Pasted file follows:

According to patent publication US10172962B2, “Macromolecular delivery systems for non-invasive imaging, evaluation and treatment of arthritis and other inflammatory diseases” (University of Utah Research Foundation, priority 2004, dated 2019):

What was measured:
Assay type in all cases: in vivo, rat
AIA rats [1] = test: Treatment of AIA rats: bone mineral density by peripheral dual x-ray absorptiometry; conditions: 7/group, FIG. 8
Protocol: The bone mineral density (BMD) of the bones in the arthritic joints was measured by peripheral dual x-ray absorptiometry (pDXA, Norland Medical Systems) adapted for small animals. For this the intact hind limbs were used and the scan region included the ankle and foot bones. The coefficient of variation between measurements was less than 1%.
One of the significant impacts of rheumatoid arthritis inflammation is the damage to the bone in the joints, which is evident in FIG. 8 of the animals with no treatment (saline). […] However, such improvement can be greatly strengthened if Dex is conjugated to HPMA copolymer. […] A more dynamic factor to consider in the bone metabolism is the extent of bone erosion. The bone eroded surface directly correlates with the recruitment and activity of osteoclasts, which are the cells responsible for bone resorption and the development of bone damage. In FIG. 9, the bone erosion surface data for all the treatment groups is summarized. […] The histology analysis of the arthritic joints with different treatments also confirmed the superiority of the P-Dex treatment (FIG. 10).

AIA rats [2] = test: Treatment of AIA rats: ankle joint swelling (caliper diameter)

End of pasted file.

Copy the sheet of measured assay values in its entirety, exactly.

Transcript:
According to patent publication US10172962B2, “Macromolecular delivery systems for non-invasive imaging, evaluation and treatment of arthritis and other inflammatory diseases” (University of Utah Research Foundation, priority 2004, dated 2019):

What was measured:
Assay type in all cases: in vivo, rat
AIA rats [1] = test: Treatment of AIA rats: bone mineral density by peripheral dual x-ray absorptiometry; conditions: 7/group, FIG. 8
Protocol: The bone mineral density (BMD) of the bones in the arthritic joints was measured by peripheral dual x-ray absorptiometry (pDXA, Norland Medical Systems) adapted for small animals. For this the intact hind limbs were used and the scan region included the ankle and foot bones. The coefficient of variation between measurements was less than 1%.
One of the significant impacts of rheumatoid arthritis inflammation is the damage to the bone in the joints, which is evident in FIG. 8 of the animals with no treatment (saline). […] However, such improvement can be greatly strengthened if Dex is conjugated to HPMA copolymer. […] A more dynamic factor to consider in the bone metabolism is the extent of bone erosion. The bone eroded surface directly correlates with the recruitment and activity of osteoclasts, which are the cells responsible for bone resorption and the development of bone damage. In FIG. 9, the bone erosion surface data for all the treatment groups is summarized. […] The histology analysis of the arthritic joints with different treatments also confirmed the superiority of the P-Dex treatment (FIG. 10).

AIA rats [2] = test: Treatment of AIA rats: ankle joint swelling (caliper diameter)